Every year there are thousands of people who are severely injured because of a slip and fall accident. These accidents can be caused by a series of things including icy walkways, water on slick floors, and clumsiness. While we typically assume that the person who owns the property is responsible, it is not always easy to determine who is at fault in a slip and fall lawsuit. To determine who is at fault and whether or not you have a case, a slip and fall lawyer will ask you a series of questions.
1. Could the owner of the property have prevented the slip and fall accident?
If you or someone you know is suffering from an injury due to an accident involving slipping and falling, then you will seek out the help of an attorney. The first question he will ask you to determine if it is a good idea to file a slip and fall lawsuit is if the owner could have prevented the accident. For example, if you slipped and fell on a floor that had no water or other debris on it, and the soles of your shoes were completely worn down, then the property owner probably could not have done anything to prevent the accident from occurring. On the other hand, if the floor had been wet for an hour because of the rain, and there was no wet floor sign inside, then you could argue that the property owner could have taken actions to prevent people from slipping and falling on his or her property.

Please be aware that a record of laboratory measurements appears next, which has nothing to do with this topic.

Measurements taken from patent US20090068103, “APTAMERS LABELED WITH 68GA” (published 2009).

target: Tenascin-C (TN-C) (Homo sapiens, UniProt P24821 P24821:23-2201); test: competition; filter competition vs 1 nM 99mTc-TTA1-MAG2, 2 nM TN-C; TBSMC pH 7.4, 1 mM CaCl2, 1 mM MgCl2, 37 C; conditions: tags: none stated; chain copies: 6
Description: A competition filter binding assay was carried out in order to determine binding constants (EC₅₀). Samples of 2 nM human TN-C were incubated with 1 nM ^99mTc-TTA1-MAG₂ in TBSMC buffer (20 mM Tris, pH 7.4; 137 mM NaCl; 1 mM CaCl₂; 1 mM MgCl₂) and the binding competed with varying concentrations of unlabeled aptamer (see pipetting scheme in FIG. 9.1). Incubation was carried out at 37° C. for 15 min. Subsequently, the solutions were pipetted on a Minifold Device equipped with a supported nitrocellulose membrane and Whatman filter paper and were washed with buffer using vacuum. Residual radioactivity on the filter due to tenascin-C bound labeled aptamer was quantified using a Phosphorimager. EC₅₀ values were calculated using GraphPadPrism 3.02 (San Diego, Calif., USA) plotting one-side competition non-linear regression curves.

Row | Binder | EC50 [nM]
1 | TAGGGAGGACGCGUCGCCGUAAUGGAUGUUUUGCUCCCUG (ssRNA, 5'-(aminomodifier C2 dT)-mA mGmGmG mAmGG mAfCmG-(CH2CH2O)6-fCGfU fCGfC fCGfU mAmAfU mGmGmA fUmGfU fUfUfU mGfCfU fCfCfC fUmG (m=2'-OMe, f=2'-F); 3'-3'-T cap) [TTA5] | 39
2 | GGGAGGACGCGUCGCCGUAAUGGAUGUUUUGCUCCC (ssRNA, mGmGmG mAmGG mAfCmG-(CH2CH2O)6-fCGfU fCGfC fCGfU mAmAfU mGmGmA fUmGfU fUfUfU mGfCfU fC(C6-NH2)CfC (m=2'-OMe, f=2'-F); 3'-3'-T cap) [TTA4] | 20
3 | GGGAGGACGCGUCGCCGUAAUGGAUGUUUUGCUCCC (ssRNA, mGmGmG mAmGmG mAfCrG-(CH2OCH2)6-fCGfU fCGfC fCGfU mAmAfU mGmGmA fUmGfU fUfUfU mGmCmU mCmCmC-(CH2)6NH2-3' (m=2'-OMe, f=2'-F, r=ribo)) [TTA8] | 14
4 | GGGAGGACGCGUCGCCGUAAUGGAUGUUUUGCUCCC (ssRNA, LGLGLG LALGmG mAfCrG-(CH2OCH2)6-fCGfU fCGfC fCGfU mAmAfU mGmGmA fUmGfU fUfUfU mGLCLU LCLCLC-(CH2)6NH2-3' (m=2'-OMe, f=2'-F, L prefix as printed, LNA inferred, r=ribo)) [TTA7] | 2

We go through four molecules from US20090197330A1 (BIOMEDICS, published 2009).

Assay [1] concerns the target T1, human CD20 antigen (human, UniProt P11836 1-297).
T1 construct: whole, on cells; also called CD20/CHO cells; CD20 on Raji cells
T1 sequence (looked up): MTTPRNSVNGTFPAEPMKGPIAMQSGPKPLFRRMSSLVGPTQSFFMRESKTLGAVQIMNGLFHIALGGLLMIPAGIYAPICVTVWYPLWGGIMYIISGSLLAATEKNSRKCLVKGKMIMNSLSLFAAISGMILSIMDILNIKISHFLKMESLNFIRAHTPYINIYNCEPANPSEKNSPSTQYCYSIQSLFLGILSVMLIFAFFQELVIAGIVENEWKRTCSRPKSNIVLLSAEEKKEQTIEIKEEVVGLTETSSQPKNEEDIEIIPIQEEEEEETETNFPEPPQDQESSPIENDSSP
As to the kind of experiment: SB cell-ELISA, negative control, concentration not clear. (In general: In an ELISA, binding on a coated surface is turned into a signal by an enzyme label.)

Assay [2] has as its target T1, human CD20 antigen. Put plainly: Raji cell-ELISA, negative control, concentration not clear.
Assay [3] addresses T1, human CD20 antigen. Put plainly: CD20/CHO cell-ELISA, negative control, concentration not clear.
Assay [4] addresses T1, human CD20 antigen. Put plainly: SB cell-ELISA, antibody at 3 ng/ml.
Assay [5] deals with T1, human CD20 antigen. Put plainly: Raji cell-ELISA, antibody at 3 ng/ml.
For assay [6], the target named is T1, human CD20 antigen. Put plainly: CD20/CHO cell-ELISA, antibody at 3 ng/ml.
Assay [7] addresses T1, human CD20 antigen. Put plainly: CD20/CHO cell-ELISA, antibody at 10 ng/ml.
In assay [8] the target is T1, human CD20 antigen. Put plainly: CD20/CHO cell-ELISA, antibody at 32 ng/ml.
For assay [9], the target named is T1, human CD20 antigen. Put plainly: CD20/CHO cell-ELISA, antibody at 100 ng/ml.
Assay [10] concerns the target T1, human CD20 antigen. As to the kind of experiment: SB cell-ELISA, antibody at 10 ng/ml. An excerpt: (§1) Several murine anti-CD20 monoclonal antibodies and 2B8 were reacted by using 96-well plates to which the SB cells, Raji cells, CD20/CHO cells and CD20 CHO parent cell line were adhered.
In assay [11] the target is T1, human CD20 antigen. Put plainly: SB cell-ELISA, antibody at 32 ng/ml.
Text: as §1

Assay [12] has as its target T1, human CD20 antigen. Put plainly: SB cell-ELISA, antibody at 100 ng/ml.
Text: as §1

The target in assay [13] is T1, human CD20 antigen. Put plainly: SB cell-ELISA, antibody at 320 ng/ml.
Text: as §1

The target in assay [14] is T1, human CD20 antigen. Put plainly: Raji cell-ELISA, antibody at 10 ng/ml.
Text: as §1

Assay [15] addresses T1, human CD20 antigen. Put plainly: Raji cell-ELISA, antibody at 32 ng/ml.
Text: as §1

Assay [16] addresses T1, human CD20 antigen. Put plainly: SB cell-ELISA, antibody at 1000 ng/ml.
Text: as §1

There are no cut and dry rules when it comes to determining what is reasonable for a property owner to do when it comes to preventing a slip and fall lawsuit, trip and fall accidents, and other accidents that could cause harm to someone visiting his property. There are a set of safety standards, though, which can help a property owner take the necessary precautions. If the property owner follows the set of standards for safety, then he will probably not be found at fault if a slip and fall lawsuit is filed against him.
3. Is it reasonable to expect the property owner to take care of the dangers?
Aside from safety standards, there are certain unwritten rules when it comes to slip and fall cases. To prove the fault of a property owner, you must prove that he or she did not take care of a dangerous situation in a reasonable amount of time. For example, we had a lot of snow this winter, and in some areas, the snow came down all at once. While it is reasonable to expect a property owner to shovel their walkway and to put down salt to prevent ice, expecting four feet of snow to be cleared in ten minutes is not reasonable. Additionally, it is not sensible to expect the property owner to go out during the middle of the snow storm to clear his walkways.